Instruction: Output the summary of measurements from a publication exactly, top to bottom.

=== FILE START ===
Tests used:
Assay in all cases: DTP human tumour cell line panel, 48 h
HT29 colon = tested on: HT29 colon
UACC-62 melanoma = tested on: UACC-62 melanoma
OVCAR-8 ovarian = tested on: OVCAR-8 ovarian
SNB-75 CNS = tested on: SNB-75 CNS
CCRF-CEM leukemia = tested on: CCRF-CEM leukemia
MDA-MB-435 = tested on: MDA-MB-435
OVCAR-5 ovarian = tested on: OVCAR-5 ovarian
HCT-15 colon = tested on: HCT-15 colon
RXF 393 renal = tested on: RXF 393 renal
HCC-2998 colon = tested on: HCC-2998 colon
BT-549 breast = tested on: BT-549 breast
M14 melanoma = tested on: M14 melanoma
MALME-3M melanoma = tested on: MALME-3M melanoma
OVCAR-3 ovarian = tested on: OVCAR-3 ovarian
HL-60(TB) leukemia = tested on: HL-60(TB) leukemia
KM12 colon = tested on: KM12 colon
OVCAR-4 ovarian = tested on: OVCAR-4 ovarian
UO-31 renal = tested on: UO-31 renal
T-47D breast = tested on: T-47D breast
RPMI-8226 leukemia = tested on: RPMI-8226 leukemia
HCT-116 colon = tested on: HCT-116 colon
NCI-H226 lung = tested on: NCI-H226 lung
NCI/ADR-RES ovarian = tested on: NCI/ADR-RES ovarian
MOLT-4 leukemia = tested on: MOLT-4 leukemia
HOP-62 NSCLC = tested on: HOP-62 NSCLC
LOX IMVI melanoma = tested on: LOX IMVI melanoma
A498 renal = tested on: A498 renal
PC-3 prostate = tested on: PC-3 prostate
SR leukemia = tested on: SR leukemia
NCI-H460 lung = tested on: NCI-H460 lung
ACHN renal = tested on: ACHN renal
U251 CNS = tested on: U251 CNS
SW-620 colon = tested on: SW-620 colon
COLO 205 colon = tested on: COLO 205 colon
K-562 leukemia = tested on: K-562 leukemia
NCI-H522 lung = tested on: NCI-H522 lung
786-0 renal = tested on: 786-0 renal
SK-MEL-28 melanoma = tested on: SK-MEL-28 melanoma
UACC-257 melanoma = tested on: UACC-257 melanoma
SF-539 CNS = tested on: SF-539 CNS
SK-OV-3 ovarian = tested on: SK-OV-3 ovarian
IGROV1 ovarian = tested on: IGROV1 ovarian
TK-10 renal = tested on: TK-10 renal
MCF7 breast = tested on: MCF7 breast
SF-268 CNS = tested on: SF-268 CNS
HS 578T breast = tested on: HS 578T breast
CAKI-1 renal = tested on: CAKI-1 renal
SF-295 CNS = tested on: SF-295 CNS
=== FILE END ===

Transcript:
Tests used:
Assay in all cases: DTP human tumour cell line panel, 48 h
HT29 colon = tested on: HT29 colon
UACC-62 melanoma = tested on: UACC-62 melanoma
OVCAR-8 ovarian = tested on: OVCAR-8 ovarian
SNB-75 CNS = tested on: SNB-75 CNS
CCRF-CEM leukemia = tested on: CCRF-CEM leukemia
MDA-MB-435 = tested on: MDA-MB-435
OVCAR-5 ovarian = tested on: OVCAR-5 ovarian
HCT-15 colon = tested on: HCT-15 colon
RXF 393 renal = tested on: RXF 393 renal
HCC-2998 colon = tested on: HCC-2998 colon
BT-549 breast = tested on: BT-549 breast
M14 melanoma = tested on: M14 melanoma
MALME-3M melanoma = tested on: MALME-3M melanoma
OVCAR-3 ovarian = tested on: OVCAR-3 ovarian
HL-60(TB) leukemia = tested on: HL-60(TB) leukemia
KM12 colon = tested on: KM12 colon
OVCAR-4 ovarian = tested on: OVCAR-4 ovarian
UO-31 renal = tested on: UO-31 renal
T-47D breast = tested on: T-47D breast
RPMI-8226 leukemia = tested on: RPMI-8226 leukemia
HCT-116 colon = tested on: HCT-116 colon
NCI-H226 lung = tested on: NCI-H226 lung
NCI/ADR-RES ovarian = tested on: NCI/ADR-RES ovarian
MOLT-4 leukemia = tested on: MOLT-4 leukemia
HOP-62 NSCLC = tested on: HOP-62 NSCLC
LOX IMVI melanoma = tested on: LOX IMVI melanoma
A498 renal = tested on: A498 renal
PC-3 prostate = tested on: PC-3 prostate
SR leukemia = tested on: SR leukemia
NCI-H460 lung = tested on: NCI-H460 lung
ACHN renal = tested on: ACHN renal
U251 CNS = tested on: U251 CNS
SW-620 colon = tested on: SW-620 colon
COLO 205 colon = tested on: COLO 205 colon
K-562 leukemia = tested on: K-562 leukemia
NCI-H522 lung = tested on: NCI-H522 lung
786-0 renal = tested on: 786-0 renal
SK-MEL-28 melanoma = tested on: SK-MEL-28 melanoma
UACC-257 melanoma = tested on: UACC-257 melanoma
SF-539 CNS = tested on: SF-539 CNS
SK-OV-3 ovarian = tested on: SK-OV-3 ovarian
IGROV1 ovarian = tested on: IGROV1 ovarian
TK-10 renal = tested on: TK-10 renal
MCF7 breast = tested on: MCF7 breast
SF-268 CNS = tested on: SF-268 CNS
HS 578T breast = tested on: HS 578T breast
CAKI-1 renal = tested on: CAKI-1 renal
SF-295 CNS = tested on: SF-295 CNS